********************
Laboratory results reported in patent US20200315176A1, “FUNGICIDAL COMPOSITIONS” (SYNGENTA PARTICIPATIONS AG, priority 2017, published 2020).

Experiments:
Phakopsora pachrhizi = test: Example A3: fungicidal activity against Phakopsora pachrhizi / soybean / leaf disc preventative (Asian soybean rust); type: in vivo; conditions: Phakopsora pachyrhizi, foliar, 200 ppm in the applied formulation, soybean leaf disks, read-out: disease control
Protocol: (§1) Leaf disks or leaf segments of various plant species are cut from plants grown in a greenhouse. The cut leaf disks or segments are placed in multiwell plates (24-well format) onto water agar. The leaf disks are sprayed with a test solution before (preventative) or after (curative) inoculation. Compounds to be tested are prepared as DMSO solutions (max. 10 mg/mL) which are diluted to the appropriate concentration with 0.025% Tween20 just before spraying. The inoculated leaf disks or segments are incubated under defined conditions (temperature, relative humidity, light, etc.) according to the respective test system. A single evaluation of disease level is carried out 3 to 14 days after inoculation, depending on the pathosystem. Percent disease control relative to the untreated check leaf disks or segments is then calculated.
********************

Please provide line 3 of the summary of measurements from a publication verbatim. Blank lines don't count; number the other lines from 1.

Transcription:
Phakopsora pachrhizi = test: Example A3: fungicidal activity against Phakopsora pachrhizi / soybean / leaf disc preventative (Asian soybean rust); type: in vivo; conditions: Phakopsora pachyrhizi, foliar, 200 ppm in the applied formulation, soybean leaf disks, read-out: disease control